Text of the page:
Respondents move to dismiss King's petition on the ground that King has failed to exhaust his available state court remedies as required by 28 U.S.C. § 2254(b) and (c). Respondents argue that the questions of whether Ill.Rev.Stat. ch. 38, § 1003-5-1(b) applies to the parole denial decision and, if so, whether the criteria for denial given in this case satisfy the requirements of the state statute are matters best left to the state court. Thus, respondents urge the Court to require King to attempt to correct the alleged noncompliance with the statute through a writ of mandamus in state court.
We disagree. We do not construe King's petition as requesting relief for violation of a state statute, but read it as alleging that the parole board denied King due process in failing to comply with the statute. This constitutional claim is properly raised in a habeas corpus proceeding. See 28 U.S.C. § 2254(a). Furthermore, respondents have not pointed to a single case demonstrating that Illinois courts would entertain an action in mandamus to redress federal constitutional violations in the context of parole denial. Therefore, we find that King has met the threshold requirement of exhaustion of state remedies.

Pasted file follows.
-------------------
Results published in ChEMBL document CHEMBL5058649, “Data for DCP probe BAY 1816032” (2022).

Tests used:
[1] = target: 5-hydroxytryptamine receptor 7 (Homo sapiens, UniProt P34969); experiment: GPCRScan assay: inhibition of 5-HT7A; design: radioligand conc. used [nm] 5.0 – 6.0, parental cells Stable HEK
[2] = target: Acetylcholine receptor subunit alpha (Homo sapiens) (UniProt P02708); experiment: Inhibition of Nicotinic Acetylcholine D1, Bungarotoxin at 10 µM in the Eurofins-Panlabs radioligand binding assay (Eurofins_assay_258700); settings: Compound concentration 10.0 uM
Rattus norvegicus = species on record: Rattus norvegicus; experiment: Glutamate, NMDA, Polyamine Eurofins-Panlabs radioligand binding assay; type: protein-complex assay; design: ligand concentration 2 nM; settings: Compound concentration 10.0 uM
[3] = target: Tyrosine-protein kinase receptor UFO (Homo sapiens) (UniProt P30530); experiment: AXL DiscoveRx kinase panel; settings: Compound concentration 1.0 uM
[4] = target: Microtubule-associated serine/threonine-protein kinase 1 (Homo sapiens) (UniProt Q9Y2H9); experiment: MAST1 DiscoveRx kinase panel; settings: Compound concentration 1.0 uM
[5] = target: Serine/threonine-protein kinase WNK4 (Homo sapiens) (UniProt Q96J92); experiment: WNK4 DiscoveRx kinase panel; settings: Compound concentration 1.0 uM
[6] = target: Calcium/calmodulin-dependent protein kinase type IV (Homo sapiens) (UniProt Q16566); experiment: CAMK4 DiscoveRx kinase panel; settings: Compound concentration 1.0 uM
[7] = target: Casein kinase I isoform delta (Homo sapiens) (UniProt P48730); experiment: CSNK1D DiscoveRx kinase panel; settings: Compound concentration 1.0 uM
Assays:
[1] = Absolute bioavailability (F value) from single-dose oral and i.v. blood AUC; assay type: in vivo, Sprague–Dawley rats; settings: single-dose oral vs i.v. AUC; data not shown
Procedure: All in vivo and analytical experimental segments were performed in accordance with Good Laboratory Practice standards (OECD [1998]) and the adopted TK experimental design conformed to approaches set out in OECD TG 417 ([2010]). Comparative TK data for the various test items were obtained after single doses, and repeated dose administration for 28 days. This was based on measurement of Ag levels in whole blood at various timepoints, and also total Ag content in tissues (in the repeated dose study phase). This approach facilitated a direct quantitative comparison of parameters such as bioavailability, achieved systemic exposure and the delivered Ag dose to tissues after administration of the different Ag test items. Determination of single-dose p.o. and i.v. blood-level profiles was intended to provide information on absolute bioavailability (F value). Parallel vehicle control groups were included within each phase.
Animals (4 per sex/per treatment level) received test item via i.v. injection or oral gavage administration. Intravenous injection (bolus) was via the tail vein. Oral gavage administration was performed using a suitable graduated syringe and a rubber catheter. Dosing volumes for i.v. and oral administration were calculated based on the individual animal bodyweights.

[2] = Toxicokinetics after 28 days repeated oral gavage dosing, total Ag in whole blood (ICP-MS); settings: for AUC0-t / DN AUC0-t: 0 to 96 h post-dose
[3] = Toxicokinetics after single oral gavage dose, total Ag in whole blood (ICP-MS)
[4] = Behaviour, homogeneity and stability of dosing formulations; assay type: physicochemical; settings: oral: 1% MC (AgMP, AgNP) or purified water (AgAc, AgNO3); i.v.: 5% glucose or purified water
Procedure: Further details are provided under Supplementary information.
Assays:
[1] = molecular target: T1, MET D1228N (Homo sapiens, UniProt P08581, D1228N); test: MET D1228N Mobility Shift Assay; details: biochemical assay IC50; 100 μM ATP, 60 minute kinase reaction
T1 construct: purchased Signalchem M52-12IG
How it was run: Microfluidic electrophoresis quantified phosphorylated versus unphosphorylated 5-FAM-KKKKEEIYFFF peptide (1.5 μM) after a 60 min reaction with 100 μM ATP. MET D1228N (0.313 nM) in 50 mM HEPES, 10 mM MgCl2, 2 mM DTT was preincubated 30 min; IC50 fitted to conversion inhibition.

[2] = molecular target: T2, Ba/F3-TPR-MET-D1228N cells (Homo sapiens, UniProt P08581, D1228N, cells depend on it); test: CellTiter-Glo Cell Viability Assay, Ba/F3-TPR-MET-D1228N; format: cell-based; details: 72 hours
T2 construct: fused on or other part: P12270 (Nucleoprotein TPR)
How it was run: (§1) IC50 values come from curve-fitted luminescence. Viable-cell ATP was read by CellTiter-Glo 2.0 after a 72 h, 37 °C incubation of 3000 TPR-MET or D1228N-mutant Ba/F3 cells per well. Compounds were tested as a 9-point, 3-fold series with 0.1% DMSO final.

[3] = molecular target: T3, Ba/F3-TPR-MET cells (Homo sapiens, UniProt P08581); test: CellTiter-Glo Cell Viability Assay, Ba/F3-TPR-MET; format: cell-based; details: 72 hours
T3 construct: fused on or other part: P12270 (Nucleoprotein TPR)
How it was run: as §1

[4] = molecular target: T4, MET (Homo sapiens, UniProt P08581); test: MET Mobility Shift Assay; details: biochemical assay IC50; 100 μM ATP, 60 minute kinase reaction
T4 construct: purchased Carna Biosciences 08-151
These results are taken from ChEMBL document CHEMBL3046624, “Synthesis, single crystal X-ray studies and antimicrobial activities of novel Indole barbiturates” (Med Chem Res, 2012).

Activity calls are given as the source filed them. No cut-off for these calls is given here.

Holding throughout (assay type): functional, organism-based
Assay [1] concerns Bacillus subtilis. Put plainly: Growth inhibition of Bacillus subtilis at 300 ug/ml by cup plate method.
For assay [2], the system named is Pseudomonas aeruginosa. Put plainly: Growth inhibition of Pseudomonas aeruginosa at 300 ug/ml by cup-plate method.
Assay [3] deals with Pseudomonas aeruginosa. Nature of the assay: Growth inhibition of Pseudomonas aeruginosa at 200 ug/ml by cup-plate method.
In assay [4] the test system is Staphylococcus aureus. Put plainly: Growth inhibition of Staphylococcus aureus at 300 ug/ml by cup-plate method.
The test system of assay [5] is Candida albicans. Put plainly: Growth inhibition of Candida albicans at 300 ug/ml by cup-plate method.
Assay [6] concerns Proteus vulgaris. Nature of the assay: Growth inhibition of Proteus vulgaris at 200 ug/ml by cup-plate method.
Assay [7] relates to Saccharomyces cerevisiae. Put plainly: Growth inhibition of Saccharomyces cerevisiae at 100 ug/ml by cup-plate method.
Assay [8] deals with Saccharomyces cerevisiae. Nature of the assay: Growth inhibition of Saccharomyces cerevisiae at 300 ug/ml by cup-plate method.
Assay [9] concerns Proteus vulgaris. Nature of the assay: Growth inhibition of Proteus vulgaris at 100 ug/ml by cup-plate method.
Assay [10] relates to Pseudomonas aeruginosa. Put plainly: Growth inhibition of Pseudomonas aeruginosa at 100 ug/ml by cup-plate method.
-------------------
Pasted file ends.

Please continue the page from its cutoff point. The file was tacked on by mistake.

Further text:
II. EX POST FACTO CLAIM
The ex post facto clause prohibits enactment of any law which punishes an act not punishable at the time of its commission or enhances the punishment originally prescribed. Weaver v. Graham, 450 U.S. 24, 101 S. Ct. 960, 67 L. Ed. 2d 17 (1981). A two-part test is used to determine whether a criminal or penal law is ex post facto: (1) does it operate retrospectively, and (2) does it disadvantage the offender affected by it? Id. at 29, 101 S. Ct. at 964.